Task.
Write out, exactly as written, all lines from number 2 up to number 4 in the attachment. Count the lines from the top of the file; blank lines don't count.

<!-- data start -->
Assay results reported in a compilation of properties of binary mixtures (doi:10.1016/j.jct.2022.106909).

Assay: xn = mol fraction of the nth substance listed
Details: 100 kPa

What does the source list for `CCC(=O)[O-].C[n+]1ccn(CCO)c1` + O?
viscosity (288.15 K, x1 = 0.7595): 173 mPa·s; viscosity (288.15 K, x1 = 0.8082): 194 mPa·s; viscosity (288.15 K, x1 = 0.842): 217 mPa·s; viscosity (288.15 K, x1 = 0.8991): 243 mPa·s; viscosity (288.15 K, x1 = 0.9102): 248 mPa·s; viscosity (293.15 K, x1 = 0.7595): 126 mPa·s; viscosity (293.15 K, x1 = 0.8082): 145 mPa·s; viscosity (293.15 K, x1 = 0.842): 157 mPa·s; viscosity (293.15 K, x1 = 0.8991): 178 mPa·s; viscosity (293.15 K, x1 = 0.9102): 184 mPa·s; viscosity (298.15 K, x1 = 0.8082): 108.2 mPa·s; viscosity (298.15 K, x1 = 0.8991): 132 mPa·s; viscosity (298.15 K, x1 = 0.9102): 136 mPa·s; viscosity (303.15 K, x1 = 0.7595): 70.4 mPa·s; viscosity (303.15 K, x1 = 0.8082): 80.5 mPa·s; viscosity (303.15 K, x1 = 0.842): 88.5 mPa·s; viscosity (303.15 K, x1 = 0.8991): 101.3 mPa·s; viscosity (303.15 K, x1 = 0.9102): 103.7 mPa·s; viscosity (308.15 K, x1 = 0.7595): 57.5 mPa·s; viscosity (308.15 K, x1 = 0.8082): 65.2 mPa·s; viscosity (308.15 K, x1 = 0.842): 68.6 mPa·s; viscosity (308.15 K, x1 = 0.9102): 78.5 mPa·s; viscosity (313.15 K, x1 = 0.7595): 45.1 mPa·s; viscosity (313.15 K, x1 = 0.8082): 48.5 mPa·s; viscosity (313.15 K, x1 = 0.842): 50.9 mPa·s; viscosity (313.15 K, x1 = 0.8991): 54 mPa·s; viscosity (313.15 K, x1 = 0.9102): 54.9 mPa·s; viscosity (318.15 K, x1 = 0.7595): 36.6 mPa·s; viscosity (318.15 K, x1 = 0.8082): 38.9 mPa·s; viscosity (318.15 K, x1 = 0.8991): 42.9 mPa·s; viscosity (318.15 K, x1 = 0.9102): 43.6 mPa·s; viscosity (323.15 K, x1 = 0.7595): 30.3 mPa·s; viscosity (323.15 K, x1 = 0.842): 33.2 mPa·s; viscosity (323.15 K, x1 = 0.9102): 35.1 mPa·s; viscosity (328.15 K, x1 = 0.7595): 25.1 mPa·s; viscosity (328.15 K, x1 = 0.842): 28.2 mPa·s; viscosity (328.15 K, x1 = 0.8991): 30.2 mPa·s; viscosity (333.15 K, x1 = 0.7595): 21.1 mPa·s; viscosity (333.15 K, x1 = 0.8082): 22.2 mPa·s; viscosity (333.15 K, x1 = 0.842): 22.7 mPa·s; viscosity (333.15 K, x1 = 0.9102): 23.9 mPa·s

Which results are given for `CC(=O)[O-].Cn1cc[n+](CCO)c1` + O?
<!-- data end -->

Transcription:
Assay: xn = mol fraction of the nth substance listed
Details: 100 kPa

What does the source list for `CCC(=O)[O-].C[n+]1ccn(CCO)c1` + O?